On Friday, John Asiedu Nketiah, the first witness for the petitioner in the 2020 Presidential Election Petition, raised a concern in the Supreme Court that counsel for the 1st Respondent Electoral Commission of Ghana (EC) addressed him as though he were the petitioner.
Asiedu Nketiah, who is the General Secretary of the National Democratic Congress (NDC), took his turn in the witness box at the Supreme Court as the first witness of the petitioner to be crossed examined.
While counsel for the EC was “putting it to” masked Mr. Nketiah in the witness box who provided answers where required, it got to a point where he got seemingly alarmed by the line of questioning.
Lawyer Justin Amenuvor, the counsel for the EC, had made reference to some analysis the petitioner did on the Techiman South results and arrived at a conclusion that the EC Chair was wrong with her figures when she declared Akufo-Addo President on December 9, 2020.
The lawyer pointed out to Mr. Aseidu that the analysis was not accurate.
He said “I’m putting it to you that using all the total valid votes in the Techiman South constituency, that’s the total registered voters (sic) in the Techiman South Constituency to do your analysis is incorrect and I’m putting that to you.”
Aseidu Nketia disagreed, explaining that their analysis on that issue was informed by what the 1st Respondent Electoral Commission chairperson, Jean Mensa had said on December 9, 2020, when she declared the Presidential Election Results in favour of the 2nd Respondent Akufo-Addo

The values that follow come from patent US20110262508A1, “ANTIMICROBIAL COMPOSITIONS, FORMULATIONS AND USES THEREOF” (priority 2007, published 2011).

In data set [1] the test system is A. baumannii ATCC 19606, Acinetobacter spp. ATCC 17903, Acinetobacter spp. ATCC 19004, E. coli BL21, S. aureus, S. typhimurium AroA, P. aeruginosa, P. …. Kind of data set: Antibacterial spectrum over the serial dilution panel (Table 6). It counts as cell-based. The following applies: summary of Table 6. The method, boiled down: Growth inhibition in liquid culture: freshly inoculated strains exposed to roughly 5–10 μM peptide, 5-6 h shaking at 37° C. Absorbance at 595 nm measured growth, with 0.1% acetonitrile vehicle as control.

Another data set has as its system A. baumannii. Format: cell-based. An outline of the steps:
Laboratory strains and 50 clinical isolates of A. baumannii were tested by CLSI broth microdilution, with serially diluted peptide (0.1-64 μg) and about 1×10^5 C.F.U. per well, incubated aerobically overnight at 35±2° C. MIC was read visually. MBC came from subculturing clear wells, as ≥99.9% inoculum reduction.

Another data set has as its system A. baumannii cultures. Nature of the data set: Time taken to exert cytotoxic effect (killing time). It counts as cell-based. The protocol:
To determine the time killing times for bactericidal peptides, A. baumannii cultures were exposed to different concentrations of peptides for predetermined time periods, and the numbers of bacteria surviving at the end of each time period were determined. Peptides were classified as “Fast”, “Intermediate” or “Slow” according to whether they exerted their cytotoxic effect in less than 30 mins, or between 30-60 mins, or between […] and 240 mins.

“So the analysis we did there was to show that based on the figures she herself declared, that statement could not be correct,” he explained.
Counsel insisted the witness knew that the Chairperson of the EC was right in her analysis as at the time she was declaring the said results and that it was stated in the petition and same confirmed by the 1st Respondent.
Mr. Nketiah wanted to clarify if the EC lawyer was referring to him as the one who he knew the EC chair was right. The lawyer answered in the affirmative, adding “so the petitioner stated that in the petition that that ought to be the correct number and the 1st Respondent agreed too”.
“I’m putting it to you that you knew”, Lawyer Justin stood his grounds demanding an answer to that query.
Mr. Nketia was hesitant with the answer at this point. He felt the lawyer had mistaken him for the petitioner.
“My lord, I don’t understand why you seem to be confusing me with the petitioner, my Lord, I don’t understand,” he said while laughing.
The court was thrown into laughter.
That however did not stop the lawyer from demanding his answers.